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The Accidental Florist Mass Market Paperback – Nov 27 2007
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From Publishers Weekly
At the start of Agatha-winner Churchill's middling 16th cozy to feature Chicago-area amateur sleuth Jane Jeffry (after 2004's A Midsummer Night's Scream), Jane and her best friend, Shelley, decide to take a class on women's safety at the urging of Jane's long-time beau, Mel. Before the course is concluded, their teacher, Miss Welbourne, is murdered by a blow to the head. Jane's personal life overshadows the search for the killer: she and Mel decide to get married, so there's a wedding to plan, a house addition to design and an annoying almost-mother-in-law to handle. The domestic escapades make for enjoyable reading, and the safety tips Jane and Shelley learn are also helpful to the reader. But the plot is a little thin and much of the dialogue rings a false note. The book's most literary aspect is the wordplay of the title. (Mar.)
Copyright © Reed Business Information, a division of Reed Elsevier Inc. All rights reserved. --This text refers to the Hardcover edition.
About the Author
Jill Churchill has won the Agatha and Macavity Mystery Readers awards and was nominated for an Anthony Award for her bestselling Jane Jeffry series. She is also the author of the highly acclaimed Grace and Favor mysteries and lives in the Midwest.
Top Customer Reviews
I wonder, though: Does this type of breakout appeal to me only because I've written novels, which allows me to identify with Churchill's creeping beyond containers of her craft, especially when making the first cracks in a long revered egg shell incorporates more of her author life into established appeals of Jane and Shelley? This time, the daily-life-and-work-of-an-author was inserted into the story with bravo perfection, in my copy of the book with a lusciously-fluffy, lemon-souffle aura, cat and bouquet included.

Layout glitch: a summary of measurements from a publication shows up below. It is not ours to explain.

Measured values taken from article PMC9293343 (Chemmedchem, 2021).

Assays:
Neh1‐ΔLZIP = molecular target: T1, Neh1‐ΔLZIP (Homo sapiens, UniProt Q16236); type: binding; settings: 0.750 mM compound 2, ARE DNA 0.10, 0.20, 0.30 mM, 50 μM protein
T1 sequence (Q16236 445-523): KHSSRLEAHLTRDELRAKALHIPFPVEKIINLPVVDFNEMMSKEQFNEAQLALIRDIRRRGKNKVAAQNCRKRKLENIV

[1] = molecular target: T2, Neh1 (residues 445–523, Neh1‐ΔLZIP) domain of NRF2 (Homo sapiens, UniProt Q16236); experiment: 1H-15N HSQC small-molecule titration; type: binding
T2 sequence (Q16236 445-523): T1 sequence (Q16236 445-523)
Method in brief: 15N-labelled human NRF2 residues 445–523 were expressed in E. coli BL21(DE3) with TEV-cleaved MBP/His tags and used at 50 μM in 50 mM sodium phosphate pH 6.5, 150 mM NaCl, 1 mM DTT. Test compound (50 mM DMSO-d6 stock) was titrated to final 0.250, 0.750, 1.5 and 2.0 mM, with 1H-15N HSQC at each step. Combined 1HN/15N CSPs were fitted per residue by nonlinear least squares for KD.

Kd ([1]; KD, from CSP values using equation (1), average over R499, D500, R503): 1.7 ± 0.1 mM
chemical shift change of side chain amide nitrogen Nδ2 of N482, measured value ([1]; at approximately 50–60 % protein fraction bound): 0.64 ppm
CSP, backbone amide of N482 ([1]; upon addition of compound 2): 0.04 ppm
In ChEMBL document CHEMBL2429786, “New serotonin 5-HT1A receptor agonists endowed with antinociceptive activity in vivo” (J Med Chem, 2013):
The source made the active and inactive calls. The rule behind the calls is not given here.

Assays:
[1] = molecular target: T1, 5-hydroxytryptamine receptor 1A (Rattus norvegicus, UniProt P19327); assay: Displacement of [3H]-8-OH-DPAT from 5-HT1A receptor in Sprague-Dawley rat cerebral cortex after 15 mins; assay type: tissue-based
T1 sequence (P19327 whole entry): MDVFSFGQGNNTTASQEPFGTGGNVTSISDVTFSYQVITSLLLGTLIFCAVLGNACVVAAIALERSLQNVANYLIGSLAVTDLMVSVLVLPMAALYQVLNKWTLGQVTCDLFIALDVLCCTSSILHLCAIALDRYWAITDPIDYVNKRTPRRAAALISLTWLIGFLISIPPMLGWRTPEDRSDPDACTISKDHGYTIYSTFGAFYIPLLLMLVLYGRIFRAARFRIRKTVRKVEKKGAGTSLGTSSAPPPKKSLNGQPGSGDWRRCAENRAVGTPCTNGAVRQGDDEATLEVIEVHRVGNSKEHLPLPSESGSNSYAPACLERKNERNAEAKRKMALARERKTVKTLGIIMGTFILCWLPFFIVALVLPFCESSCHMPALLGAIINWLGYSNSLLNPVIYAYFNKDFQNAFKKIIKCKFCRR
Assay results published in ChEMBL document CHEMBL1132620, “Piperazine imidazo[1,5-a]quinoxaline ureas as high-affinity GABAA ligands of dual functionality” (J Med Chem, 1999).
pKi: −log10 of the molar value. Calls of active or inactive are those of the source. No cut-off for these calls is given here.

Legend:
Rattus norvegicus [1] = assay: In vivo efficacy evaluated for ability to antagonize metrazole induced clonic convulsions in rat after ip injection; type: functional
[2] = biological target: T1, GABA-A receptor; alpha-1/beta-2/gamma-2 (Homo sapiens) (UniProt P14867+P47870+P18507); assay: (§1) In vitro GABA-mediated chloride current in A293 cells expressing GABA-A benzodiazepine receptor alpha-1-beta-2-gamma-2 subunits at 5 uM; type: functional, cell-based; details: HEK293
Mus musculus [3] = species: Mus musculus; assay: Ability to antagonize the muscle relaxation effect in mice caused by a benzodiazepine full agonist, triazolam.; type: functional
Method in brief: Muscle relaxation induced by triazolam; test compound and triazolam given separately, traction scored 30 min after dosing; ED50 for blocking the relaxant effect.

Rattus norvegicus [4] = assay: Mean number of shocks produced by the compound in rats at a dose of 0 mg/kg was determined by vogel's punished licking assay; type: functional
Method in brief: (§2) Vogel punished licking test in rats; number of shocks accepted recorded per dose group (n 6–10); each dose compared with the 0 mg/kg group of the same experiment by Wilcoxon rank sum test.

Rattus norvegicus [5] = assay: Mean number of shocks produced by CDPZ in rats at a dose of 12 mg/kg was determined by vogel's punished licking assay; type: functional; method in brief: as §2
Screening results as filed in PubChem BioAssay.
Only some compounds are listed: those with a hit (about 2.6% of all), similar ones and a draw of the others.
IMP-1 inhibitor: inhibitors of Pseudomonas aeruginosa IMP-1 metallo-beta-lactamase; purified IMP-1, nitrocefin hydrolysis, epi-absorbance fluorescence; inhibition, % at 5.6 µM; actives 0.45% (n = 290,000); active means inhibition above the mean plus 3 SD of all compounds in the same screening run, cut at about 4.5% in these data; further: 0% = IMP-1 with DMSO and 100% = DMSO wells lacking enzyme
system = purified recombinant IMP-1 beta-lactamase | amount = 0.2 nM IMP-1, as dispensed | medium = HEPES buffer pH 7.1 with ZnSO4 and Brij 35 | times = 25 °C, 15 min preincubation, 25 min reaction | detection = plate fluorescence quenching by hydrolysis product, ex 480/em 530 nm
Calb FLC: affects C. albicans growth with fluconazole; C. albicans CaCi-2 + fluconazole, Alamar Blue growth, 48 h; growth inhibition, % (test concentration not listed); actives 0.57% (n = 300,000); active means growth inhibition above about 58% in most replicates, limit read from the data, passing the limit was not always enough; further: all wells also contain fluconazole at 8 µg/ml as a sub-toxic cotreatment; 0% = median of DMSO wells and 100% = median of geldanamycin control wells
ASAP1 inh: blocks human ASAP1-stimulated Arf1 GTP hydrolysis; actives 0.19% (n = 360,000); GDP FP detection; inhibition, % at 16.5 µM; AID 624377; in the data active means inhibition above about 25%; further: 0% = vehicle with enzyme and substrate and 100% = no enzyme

It's true that the author is expanding a recent trend in this series, a trend which has placed the murder and its resolution by amateur sleuth-hood on the back burners of subplot stews, so far back, in fact, that the murder and its investigation didn't take its usual active space in the story. Somewhat because of that fact, I enjoyed THE ACCIDENTAL FLORIST even more than I've enjoyed each of the prior 15 books.
Churchill is such a subtle genius at flowing undercurrents of cultural issues, that she's able to keep me above those undertows, at a level of an easy-flowing, craved type of reading entertainment. She accomplishes this through a narrative style of such natural grace that I doubt even Santa Clause could see the insights intended, until the final page is turned and cerebral spotlights are surged, and lighten up the cerebellum-gestalt of plot machinations.Read more ›
Most Helpful Customer Reviews on Amazon.com (beta)
This "mystery" doesn't seem to be a mystery at all, but rather a mindless list of how to add a room to your house, pick the right fabric swatch for a wedding and change cat litter pans. Even worse than this boring grocery list of pointless actions, there are glaring contradictions in the story. First Jane is glad she changed the litter pans when the architect comes over and then, five pages later, she's buying litter pans becasue the cats have been "outside " cats that have forgotten how to use them.
I sincerely hope this is the last installment of the series because it was terrible. It makes me very sad to see what once was a delightful series slide into such junk. It makes me sad also to see an author, with an established name and publishing career, submit a book like this to the marketplace and actually take people's money for it. I would rather imagine Jane and Shelly somewhere actually solving a mystery than to see the characters turned into boring ninnies. If the author can do no better than this, I hope she will do the ethical thing, put down the pen and stop preying on those of us who have been faithful readers over the years.